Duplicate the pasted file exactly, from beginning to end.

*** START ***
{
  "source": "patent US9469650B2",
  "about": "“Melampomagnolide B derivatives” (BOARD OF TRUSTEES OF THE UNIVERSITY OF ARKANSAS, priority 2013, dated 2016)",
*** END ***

{
  "source": "patent US9469650B2",
  "about": "“Melampomagnolide B derivatives” (BOARD OF TRUSTEES OF THE UNIVERSITY OF ARKANSAS, priority 2013, dated 2016)",